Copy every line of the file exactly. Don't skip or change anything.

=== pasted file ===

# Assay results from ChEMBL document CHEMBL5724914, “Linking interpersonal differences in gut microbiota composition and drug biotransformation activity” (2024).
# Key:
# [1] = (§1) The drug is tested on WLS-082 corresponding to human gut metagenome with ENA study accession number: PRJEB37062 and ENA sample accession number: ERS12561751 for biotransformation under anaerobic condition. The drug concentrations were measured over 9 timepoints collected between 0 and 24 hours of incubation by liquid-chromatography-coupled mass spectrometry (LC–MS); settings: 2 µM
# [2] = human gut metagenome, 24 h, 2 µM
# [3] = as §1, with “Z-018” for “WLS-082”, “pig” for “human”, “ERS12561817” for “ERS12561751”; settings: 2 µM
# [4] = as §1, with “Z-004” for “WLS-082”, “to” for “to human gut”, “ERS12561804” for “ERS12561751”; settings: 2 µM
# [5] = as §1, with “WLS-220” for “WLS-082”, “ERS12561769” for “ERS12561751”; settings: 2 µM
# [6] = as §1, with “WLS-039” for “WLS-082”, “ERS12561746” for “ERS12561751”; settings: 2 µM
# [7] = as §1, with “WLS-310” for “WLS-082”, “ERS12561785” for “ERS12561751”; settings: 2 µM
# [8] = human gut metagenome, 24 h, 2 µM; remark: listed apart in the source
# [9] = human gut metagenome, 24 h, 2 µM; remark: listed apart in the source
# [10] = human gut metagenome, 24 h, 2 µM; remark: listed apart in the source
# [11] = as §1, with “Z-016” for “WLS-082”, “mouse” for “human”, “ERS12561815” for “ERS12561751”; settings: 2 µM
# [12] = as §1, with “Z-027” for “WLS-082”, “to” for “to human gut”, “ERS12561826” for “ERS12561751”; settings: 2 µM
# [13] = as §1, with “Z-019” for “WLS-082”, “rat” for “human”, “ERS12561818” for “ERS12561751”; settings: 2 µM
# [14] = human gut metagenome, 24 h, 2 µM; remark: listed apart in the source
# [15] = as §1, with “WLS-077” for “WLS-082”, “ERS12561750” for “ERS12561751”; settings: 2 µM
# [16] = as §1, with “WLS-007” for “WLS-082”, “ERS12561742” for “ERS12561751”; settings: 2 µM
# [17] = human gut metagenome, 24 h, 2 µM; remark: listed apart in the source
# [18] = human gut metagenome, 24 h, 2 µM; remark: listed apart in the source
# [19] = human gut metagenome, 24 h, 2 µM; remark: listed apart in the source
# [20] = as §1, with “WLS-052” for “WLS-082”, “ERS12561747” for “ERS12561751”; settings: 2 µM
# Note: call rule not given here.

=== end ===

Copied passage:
# Assay results from ChEMBL document CHEMBL5724914, “Linking interpersonal differences in gut microbiota composition and drug biotransformation activity” (2024).
# Key:
# [1] = (§1) The drug is tested on WLS-082 corresponding to human gut metagenome with ENA study accession number: PRJEB37062 and ENA sample accession number: ERS12561751 for biotransformation under anaerobic condition. The drug concentrations were measured over 9 timepoints collected between 0 and 24 hours of incubation by liquid-chromatography-coupled mass spectrometry (LC–MS); settings: 2 µM
# [2] = human gut metagenome, 24 h, 2 µM
# [3] = as §1, with “Z-018” for “WLS-082”, “pig” for “human”, “ERS12561817” for “ERS12561751”; settings: 2 µM
# [4] = as §1, with “Z-004” for “WLS-082”, “to” for “to human gut”, “ERS12561804” for “ERS12561751”; settings: 2 µM
# [5] = as §1, with “WLS-220” for “WLS-082”, “ERS12561769” for “ERS12561751”; settings: 2 µM
# [6] = as §1, with “WLS-039” for “WLS-082”, “ERS12561746” for “ERS12561751”; settings: 2 µM
# [7] = as §1, with “WLS-310” for “WLS-082”, “ERS12561785” for “ERS12561751”; settings: 2 µM
# [8] = human gut metagenome, 24 h, 2 µM; remark: listed apart in the source
# [9] = human gut metagenome, 24 h, 2 µM; remark: listed apart in the source
# [10] = human gut metagenome, 24 h, 2 µM; remark: listed apart in the source
# [11] = as §1, with “Z-016” for “WLS-082”, “mouse” for “human”, “ERS12561815” for “ERS12561751”; settings: 2 µM
# [12] = as §1, with “Z-027” for “WLS-082”, “to” for “to human gut”, “ERS12561826” for “ERS12561751”; settings: 2 µM
# [13] = as §1, with “Z-019” for “WLS-082”, “rat” for “human”, “ERS12561818” for “ERS12561751”; settings: 2 µM
# [14] = human gut metagenome, 24 h, 2 µM; remark: listed apart in the source
# [15] = as §1, with “WLS-077” for “WLS-082”, “ERS12561750” for “ERS12561751”; settings: 2 µM
# [16] = as §1, with “WLS-007” for “WLS-082”, “ERS12561742” for “ERS12561751”; settings: 2 µM
# [17] = human gut metagenome, 24 h, 2 µM; remark: listed apart in the source
# [18] = human gut metagenome, 24 h, 2 µM; remark: listed apart in the source
# [19] = human gut metagenome, 24 h, 2 µM; remark: listed apart in the source
# [20] = as §1, with “WLS-052” for “WLS-082”, “ERS12561747” for “ERS12561751”; settings: 2 µM
# Note: call rule not given here.